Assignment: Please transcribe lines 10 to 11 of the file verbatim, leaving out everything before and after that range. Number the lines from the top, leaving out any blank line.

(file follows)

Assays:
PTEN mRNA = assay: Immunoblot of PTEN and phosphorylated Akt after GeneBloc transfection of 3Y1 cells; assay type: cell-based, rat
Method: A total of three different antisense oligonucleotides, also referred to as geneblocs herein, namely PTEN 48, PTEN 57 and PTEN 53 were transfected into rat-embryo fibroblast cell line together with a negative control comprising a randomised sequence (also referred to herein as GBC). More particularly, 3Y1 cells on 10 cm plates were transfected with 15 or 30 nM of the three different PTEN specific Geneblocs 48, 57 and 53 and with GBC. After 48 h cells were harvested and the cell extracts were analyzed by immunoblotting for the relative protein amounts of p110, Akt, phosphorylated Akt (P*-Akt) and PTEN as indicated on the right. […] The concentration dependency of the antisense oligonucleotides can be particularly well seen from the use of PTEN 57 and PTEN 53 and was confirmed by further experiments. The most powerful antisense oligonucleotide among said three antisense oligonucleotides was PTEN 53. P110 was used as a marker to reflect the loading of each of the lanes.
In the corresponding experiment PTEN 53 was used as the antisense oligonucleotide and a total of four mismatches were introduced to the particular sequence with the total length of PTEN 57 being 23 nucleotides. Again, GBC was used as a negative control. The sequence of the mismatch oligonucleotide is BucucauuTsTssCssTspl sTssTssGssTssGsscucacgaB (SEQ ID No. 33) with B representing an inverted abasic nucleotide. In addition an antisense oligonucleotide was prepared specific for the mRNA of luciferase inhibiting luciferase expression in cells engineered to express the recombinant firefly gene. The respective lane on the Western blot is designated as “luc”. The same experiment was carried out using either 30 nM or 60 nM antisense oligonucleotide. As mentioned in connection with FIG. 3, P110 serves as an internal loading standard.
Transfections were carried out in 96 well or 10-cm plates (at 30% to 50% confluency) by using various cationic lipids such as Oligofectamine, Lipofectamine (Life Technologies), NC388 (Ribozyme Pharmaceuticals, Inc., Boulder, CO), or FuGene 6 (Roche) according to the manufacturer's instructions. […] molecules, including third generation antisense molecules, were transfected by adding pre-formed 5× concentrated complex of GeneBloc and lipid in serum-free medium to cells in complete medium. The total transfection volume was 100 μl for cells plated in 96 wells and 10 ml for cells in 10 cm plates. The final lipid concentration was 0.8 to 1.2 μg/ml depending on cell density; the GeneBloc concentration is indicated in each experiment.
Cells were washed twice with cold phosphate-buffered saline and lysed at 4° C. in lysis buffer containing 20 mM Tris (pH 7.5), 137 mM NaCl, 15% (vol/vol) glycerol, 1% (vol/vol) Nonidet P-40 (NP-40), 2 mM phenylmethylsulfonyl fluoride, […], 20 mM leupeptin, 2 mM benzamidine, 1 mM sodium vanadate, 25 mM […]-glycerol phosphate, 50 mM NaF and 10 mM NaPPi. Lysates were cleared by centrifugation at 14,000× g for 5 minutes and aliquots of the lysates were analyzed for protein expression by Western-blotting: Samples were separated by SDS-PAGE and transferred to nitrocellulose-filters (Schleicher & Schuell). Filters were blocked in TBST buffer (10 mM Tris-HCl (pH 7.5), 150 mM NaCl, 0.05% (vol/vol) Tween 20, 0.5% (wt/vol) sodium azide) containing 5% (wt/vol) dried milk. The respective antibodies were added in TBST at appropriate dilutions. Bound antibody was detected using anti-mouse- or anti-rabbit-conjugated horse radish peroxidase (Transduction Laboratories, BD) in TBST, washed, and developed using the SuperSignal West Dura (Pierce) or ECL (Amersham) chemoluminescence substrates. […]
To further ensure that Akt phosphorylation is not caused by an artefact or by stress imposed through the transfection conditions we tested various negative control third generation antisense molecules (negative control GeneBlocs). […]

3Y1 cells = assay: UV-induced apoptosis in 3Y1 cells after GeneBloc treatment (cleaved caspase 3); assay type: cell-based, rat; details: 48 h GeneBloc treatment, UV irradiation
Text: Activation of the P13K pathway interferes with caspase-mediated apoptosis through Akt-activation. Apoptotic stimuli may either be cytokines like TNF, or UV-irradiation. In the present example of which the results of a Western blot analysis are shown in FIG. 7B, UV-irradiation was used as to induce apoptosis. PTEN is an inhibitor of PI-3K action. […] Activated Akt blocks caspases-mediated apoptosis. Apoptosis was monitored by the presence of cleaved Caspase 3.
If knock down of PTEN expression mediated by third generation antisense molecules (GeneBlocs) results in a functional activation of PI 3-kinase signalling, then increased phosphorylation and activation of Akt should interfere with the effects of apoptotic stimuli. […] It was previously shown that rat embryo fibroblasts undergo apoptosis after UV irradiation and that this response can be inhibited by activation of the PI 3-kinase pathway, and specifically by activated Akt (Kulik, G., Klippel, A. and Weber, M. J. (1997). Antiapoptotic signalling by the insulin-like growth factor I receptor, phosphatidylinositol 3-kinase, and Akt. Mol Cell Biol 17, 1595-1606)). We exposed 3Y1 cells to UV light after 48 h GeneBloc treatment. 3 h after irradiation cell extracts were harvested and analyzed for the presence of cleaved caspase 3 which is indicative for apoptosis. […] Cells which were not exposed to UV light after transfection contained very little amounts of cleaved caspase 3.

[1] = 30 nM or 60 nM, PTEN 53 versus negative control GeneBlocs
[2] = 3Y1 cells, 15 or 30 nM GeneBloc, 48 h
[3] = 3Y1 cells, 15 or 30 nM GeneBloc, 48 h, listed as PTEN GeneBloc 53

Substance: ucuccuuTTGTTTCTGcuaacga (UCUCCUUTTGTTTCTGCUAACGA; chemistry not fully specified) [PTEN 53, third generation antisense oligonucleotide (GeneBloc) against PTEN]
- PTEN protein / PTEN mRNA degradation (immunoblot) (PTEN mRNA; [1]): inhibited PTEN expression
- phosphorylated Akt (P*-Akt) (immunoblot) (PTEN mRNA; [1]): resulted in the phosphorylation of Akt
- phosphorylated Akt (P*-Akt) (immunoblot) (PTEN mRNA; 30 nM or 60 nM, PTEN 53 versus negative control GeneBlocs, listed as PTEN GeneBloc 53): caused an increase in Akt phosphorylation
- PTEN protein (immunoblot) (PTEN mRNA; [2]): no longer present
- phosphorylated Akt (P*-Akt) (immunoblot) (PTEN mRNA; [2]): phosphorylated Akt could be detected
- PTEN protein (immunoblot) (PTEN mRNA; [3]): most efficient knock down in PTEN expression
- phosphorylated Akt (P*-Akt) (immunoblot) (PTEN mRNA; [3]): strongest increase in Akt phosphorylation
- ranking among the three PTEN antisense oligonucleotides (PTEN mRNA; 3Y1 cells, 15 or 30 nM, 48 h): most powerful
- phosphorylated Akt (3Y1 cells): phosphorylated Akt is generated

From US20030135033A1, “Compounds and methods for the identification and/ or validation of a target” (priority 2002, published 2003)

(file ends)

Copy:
If knock down of PTEN expression mediated by third generation antisense molecules (GeneBlocs) results in a functional activation of PI 3-kinase signalling, then increased phosphorylation and activation of Akt should interfere with the effects of apoptotic stimuli. […] It was previously shown that rat embryo fibroblasts undergo apoptosis after UV irradiation and that this response can be inhibited by activation of the PI 3-kinase pathway, and specifically by activated Akt (Kulik, G., Klippel, A. and Weber, M. J. (1997). Antiapoptotic signalling by the insulin-like growth factor I receptor, phosphatidylinositol 3-kinase, and Akt. Mol Cell Biol 17, 1595-1606)). We exposed 3Y1 cells to UV light after 48 h GeneBloc treatment. 3 h after irradiation cell extracts were harvested and analyzed for the presence of cleaved caspase 3 which is indicative for apoptosis. […] Cells which were not exposed to UV light after transfection contained very little amounts of cleaved caspase 3.

[1] = 30 nM or 60 nM, PTEN 53 versus negative control GeneBlocs